Executive willing to take pay cut -- but not alone

Federal Workers

September 16, 1992|By Carol Emert | Carol Emert,States News Service

WASHINGTON -- A Social Security Administration executive who stands to lose $5,200 a year under a pay cut proposed by President Bush, says he's willing to make the sacrifice.

But the SSA executive is willing only if well-paid private sector workers share the burden.

The executive, who did not want his name used, said he would accept the proposed 5 percent pay cut because he is worried that the huge federal deficit could lower the standard of living of his two young children. People like him who are well off should shoulder more of the cost of reducing the deficit, he said.

"But if I'm going to suffer, and I'm willing to take the pain, then I want to be part of a larger movement with people who are feeling some pain as well," said the executive, a member of the Senior Executive Service. "It seems to me that a lot of people making a lot of money ought to have their taxes increased."

In a speech last week before the Economic Club of Detroit, Bush proposed the pay cut for federal employees earning at least $75,000 a year. "Taxpayers have tightened their belts. The better-paid federal workers should do the same," the president said.

The SSA executive, a career federal employee who said he is generally supportive of Bush, has not taken time to figure out how much could be lopped off of his $104,000 annual salary. "I didn't calculate it because sometimes around election time, statements are made that aren't really serious," he said.

Also, figuring in the 3.7 percent pay raise scheduled for January 1993, the cut would amount to only 1.3 percent, he said.

But, according to Carol Bonosaro, president of the Senior Executive Association, it is not clear whether the pay raise will go into effect if the president goes through with the cut.

The association, which represents members of the Senior Executive Service, is also trying to find out if a pay cut would be legal. "We have directed our general counsel to explore the legal bases for a suit if the president really does do this," Bonosaro said.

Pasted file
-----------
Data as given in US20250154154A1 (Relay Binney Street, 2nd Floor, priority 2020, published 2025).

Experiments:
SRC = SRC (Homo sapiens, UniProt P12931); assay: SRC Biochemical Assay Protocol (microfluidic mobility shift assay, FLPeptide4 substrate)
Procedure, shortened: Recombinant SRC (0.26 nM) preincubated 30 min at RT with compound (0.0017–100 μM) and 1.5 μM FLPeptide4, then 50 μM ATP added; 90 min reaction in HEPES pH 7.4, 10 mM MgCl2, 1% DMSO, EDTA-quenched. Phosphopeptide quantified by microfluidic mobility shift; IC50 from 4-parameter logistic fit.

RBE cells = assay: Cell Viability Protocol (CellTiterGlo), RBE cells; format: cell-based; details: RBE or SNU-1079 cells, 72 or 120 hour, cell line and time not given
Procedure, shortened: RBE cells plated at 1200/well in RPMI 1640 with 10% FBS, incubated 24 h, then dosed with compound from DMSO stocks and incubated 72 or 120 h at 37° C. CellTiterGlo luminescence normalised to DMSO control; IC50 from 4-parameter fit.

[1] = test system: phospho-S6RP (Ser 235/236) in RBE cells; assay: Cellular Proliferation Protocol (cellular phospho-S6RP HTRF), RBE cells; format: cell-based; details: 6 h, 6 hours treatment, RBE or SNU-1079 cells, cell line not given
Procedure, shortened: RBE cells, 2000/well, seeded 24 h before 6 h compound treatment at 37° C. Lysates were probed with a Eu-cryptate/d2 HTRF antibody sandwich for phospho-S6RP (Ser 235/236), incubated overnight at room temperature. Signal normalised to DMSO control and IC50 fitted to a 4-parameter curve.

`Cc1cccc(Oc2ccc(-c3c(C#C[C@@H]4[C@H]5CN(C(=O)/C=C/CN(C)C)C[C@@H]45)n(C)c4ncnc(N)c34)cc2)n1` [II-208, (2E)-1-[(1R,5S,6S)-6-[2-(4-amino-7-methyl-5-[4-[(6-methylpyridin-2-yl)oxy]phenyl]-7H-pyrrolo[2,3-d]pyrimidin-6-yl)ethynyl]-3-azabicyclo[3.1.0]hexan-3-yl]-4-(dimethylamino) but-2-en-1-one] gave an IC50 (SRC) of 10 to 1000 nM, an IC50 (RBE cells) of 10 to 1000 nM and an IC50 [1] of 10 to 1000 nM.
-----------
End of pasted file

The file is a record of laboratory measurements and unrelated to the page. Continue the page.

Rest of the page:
More legal research is also needed to clarify who among the 54,102 federal employees who make over $75,000 would be affected by the proposed cut. The salaries of General Schedule employees are determined by legislation, so Congress would have to approve any changes.

Other groups, such as federal judges, senior technical workers, postal workers and military employees, also are exempt. That leaves the 7,000 Senior Executive Service members, about 10 percent of whom are political appointees, the most likely to be affected, Bonosaro said.

Bonosaro added that the White House's projected savings from the pay cut appear to be based on an assumption that it would be applied to all federal workers earning over $75,000.

Despite speculation that Bush is merely using federal employees as scapegoats this election year and won't really go through with the cuts, Bonosaro said, she has taken the announcement "at face value."

Many in the senior executive ranks are worried, she said. There have been "a lot of calls, a lot of unhappy people who, if this proceeds, I think will be very demoralized because it took us so long to reach some measure of comparability" with the private sector.

The pay agreement of 1990 was an attempt to close the average 28 percent pay difference between federal and private sector salaries.

The 1990 pay pact was seen by both federal employees and the Bush administration as the only way to guarantee that a high quality government work force can be recruited and retained.

Now those problems could be back, Bonosaro said.

Senior executives who are near retirement also are likely to bow out earlier rather than later since the pay cut would reduce their retirement annuities, Bonosaro said. "It's a very effective way to TTC clean out the executive corps," whether that is the intention or an unwitting side-effect, she added.

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